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The Vision of an Ancient Tradition

Author: Richard Luxton,Pablo Balam

Publisher: Richard Luxton

ISBN: 9780060653156

Category: Indian mythology

Page: 247

View: 521

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Author: Martha J. Macri,Matthew George Looper

Publisher: University of Oklahoma Press

ISBN: 9780806134970

Category: Inscriptions, Mayan

Page: 480

View: 9643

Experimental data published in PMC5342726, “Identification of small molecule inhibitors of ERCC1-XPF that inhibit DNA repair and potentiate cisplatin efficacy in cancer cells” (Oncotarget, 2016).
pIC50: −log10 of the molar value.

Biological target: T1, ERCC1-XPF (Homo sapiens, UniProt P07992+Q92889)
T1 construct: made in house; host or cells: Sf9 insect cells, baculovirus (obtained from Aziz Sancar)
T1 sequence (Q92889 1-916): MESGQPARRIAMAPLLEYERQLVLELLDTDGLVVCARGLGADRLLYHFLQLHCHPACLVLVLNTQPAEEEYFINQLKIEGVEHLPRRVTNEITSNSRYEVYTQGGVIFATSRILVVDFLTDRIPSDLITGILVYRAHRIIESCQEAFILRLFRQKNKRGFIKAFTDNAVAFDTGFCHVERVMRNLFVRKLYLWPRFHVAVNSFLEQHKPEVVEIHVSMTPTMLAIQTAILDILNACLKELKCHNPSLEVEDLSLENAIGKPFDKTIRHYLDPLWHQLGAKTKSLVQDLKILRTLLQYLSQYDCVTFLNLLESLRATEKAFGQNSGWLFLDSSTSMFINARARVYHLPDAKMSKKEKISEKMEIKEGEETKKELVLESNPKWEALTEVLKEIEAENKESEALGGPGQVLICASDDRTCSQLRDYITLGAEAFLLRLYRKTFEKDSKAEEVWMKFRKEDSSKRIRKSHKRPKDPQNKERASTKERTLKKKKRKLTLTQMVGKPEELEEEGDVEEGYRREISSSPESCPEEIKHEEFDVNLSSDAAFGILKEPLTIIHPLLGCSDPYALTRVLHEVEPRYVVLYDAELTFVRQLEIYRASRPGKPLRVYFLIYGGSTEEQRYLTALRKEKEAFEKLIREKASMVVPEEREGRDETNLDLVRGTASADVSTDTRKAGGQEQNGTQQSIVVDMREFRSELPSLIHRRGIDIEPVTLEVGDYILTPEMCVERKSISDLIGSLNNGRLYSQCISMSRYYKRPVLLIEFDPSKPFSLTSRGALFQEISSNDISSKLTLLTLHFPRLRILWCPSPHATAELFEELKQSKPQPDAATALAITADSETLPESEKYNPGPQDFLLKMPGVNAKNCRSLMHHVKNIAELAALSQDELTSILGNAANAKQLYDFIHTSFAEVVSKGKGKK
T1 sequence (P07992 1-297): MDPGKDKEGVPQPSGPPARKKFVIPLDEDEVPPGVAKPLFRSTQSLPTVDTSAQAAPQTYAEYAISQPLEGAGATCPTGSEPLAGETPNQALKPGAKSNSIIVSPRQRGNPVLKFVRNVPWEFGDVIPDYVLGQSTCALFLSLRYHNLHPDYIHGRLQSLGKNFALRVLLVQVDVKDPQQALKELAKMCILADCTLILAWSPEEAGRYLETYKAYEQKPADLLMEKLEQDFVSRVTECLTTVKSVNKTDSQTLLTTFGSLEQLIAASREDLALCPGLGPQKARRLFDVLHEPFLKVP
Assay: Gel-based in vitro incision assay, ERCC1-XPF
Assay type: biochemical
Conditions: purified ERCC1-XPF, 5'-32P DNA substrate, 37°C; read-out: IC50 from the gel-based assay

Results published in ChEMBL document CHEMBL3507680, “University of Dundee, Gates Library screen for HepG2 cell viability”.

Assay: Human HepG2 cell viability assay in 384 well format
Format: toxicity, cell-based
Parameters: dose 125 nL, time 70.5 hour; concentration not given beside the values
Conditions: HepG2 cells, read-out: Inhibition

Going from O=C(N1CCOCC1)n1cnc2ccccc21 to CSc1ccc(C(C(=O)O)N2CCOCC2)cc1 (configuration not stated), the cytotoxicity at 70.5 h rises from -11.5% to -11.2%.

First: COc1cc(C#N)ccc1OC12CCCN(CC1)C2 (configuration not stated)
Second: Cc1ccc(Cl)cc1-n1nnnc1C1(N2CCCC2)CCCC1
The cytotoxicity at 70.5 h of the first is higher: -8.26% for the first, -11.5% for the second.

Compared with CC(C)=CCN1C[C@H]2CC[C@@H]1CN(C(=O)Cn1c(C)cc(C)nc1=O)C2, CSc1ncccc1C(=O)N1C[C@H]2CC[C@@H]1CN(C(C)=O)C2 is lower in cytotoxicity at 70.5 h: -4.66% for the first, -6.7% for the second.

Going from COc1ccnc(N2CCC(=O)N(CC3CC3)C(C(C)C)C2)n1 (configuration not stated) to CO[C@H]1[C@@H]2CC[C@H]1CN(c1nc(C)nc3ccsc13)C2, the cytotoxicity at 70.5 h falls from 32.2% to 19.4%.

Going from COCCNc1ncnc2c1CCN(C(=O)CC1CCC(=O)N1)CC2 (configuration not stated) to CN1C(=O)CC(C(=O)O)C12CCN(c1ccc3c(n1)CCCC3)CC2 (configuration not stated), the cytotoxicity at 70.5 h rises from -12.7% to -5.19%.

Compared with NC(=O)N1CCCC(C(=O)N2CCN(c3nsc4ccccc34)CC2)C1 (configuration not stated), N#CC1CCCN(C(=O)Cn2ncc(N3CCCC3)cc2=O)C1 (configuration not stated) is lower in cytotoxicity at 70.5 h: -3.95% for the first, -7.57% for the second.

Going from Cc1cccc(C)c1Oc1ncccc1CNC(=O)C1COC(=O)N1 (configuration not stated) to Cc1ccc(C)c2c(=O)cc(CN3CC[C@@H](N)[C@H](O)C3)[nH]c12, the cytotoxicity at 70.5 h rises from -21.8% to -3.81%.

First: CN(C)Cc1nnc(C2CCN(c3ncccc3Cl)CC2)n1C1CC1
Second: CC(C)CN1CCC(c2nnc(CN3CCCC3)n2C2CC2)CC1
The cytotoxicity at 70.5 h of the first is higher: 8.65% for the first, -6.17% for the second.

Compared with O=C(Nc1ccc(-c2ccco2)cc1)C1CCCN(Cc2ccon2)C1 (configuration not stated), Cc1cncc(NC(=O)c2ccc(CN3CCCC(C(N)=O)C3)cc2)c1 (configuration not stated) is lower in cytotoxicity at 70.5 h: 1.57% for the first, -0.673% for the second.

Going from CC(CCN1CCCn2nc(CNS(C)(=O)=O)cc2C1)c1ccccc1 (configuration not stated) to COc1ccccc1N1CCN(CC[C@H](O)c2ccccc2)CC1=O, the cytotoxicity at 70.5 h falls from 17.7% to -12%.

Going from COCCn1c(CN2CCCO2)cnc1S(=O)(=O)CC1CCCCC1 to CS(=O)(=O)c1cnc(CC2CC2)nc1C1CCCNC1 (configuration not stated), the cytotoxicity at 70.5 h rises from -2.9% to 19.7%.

For hundreds of years, Maya artists and scholars used hieroglyphs to record their history and culture. In the nineteenth and twentieth centuries, archaeologists, photographers, and artists recorded the Maya carvings that remained, often by transporting box cameras and plaster casts through the jungle on muleback. The New Catalog of Maya Hieroglyphs, Volume I: The Classic Period Inscriptions is a guide to all the known hieroglyphic symbols of the Classic Maya script. In the New Catalog Martha J. Macri and Matthew G. Looper have produced a valuable research tool based on the latest Mesoamerican scholarship. An essential resource for all students of Maya texts, the New Catalog is also accessible to nonspecialists with an interest in Mesoamerican cultures. Macri and Looper present the combined knowledge of the most reliable scholars in Maya epigraphy. They provide currently accepted syllabic and logographic values, a history of references to published discussions of each sign, and related lexical entries from dictionaries of Maya languages, all of which were compiled through the Maya Hieroglyphic Database Project. This first volume of the New Catalog focuses on texts from the Classic Period (approximately 150-900 C.E.), which have been found on carved stone monuments, stucco wall panels, wooden lintels, carved and painted pottery, murals, and small objects of jadeite, shell, bone, and wood. The forthcoming second volume will describe the hieroglyphs of the three surviving Maya codices that date from later periods.